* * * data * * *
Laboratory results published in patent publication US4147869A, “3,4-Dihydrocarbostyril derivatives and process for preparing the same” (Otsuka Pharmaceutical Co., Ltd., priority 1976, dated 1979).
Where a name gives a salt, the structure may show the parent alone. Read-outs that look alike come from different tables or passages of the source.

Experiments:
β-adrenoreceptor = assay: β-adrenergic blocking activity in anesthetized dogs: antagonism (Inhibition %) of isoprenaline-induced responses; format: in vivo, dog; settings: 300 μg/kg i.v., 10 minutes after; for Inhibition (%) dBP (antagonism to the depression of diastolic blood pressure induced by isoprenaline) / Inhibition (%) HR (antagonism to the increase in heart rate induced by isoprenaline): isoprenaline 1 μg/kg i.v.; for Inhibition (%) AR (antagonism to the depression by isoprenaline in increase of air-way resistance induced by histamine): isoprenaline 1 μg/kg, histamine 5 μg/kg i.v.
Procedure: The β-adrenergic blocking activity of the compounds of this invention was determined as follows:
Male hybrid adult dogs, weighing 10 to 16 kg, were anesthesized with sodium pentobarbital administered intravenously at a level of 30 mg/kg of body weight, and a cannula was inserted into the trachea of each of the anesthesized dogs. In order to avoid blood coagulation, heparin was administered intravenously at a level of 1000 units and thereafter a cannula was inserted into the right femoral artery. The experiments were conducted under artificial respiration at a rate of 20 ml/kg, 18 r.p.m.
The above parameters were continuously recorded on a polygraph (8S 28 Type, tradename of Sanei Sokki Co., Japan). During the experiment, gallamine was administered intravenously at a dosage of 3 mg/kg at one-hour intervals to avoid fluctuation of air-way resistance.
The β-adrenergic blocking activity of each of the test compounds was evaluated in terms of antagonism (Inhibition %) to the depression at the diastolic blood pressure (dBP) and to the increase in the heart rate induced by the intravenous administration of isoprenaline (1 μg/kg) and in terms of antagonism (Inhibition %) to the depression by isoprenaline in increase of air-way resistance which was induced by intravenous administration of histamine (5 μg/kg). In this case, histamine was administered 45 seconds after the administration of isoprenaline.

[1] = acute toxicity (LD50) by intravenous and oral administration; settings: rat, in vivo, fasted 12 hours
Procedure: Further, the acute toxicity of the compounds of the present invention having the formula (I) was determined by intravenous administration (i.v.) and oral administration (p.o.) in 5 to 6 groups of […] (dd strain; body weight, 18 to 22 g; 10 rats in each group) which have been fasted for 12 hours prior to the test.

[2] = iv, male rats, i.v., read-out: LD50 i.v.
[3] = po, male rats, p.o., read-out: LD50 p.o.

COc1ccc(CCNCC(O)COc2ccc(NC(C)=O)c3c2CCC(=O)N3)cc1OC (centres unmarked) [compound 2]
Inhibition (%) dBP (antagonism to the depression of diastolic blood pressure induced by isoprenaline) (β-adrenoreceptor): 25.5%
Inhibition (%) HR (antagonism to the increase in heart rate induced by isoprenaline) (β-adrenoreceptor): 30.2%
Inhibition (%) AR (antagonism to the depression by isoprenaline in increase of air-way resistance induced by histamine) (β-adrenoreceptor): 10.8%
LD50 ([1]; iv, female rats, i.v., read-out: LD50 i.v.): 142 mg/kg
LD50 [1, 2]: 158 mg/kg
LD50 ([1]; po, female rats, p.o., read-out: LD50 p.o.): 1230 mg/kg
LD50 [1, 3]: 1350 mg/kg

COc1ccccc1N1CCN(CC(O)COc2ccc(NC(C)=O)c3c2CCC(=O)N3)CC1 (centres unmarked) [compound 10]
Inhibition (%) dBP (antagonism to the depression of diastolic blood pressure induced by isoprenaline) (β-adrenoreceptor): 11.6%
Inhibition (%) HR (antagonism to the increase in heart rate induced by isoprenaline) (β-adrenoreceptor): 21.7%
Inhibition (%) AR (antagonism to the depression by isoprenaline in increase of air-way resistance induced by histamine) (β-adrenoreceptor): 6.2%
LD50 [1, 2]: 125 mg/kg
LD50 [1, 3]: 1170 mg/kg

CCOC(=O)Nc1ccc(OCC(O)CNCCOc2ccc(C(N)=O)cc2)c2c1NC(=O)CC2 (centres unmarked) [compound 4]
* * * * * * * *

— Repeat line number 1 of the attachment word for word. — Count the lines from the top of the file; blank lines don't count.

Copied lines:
Laboratory results published in patent publication US4147869A, “3,4-Dihydrocarbostyril derivatives and process for preparing the same” (Otsuka Pharmaceutical Co., Ltd., priority 1976, dated 1979).